Fuel Smarts

IRP Managers to Consider New Rules for First Year Estimates

April 05, 2001

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Proposed changes to the way first-time registrants are allowed to estimate mileage could be the hot topic at an IRP Managers’ Workshop April 7-10 in Tampa, Fla.

The proposal, submitted by Illinois, is intended to remove some incentives for base state shopping and curb what some say is outright fraud.
In theory, it shouldn’t matter where a carrier claims to be based, since the International Registration Plan apportions truck registration fees according to mileage in each jurisdiction. But there appears to be a loophole for first-time applicants.
IRP rules allow new carriers to estimate first-year mileage if they don’t have actual data. Most jurisdictions also let owner-operators estimate first-year mileage if they’re switching from carrier registration to plates of their own. However, there are no established IRP standards governing these estimates.
"Some jurisdictions try to use a rational approach," Illinois argues in its proposal. "On the other hand, some jurisdictions allow applicants to estimate unreasonable and fictitious distance and do not question past operations of vehicles."
No state is mentioned in the formal document, but Illinois Chief Audit Administrator Randy Leuschke readily points to Oklahoma. Lax standards regarding estimates in that state have prompted third-party licensing agents to market Oklahoma addresses, he says. To deliver the promised savings, some agents pack first-year estimates with high mileage in low-fee states, like New Mexico and Oklahoma, and show only minimal mileage for high-fee states, such as Illinois and California.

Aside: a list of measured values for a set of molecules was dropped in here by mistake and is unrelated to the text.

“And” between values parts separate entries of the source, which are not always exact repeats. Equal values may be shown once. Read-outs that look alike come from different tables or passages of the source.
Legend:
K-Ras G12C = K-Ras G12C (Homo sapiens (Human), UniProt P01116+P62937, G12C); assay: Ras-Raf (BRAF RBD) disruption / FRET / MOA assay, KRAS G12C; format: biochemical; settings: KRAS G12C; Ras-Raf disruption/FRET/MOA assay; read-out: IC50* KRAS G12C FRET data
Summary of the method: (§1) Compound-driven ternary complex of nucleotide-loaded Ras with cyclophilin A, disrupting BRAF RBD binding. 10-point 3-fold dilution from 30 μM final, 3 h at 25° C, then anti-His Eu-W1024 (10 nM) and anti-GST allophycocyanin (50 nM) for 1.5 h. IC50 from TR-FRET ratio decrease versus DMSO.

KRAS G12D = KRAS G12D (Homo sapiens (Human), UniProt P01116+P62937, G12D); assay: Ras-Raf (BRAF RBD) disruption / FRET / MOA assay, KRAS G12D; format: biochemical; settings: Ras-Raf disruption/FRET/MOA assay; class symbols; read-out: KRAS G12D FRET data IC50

Leuschke and his staff have examined estimates of Illinois carriers that have moved their IRP base to Oklahoma. Many, he charges, are "blatant lies."
"We’re losing thousands of dollars to this practice," Leuschke says. Moreover, he adds, many truckers pay large mark-ups to the services for these "cheaper" plates, and could end up owing additional registration fees based on audit assessments.
In 1999 an IRP dispute resolution committee ruled that carriers couldn’t use the addresses of third-party licensing services as their IRP base. The services countered that they were in compliance with Oklahoma law and the practice has continued.
Last year the same committee, acting on a complaint by Illinois, okayed joint audits of Oklahoma IRP files. Unfortunately, says Leuschke, Oklahoma hasn’t been cooperative. (Oklahoma IRP officials were not available for comment).
The new proposal aims to tighten the rules by giving first-time registrants two choices in any state.
  • They could estimate mileage as is done now, but any jurisdiction could audit the estimate within the first 270 days of operation. If actual mileage is substantially different than estimated mileage, and there’s no clear reason for the difference, adjustments would be required. Registrants could also request an audit. For instance, a carrier might estimate 20 percent of its miles in California then lose a contract. The audit option would give them an opportunity to adjust their IRP estimate and reduce the high-fee California miles.
  • They could divide fees equally among all states traveled that first year. The total fee would be determined through a formula based on fees for all states in which the carrier travels.

Leuschke stresses that both options would be available to new carriers and to owner-operators who previously paid registration fees in the name of their carriers. "They’re entitled to estimate and to establish their own operations," he says. "After the first year the would have to report actual mileage."
The change must be approved by three-fouths of all IRP jurisdictions through balloting to be done in the next few months. If adopted, the new rule would be effective October 1, 2002.

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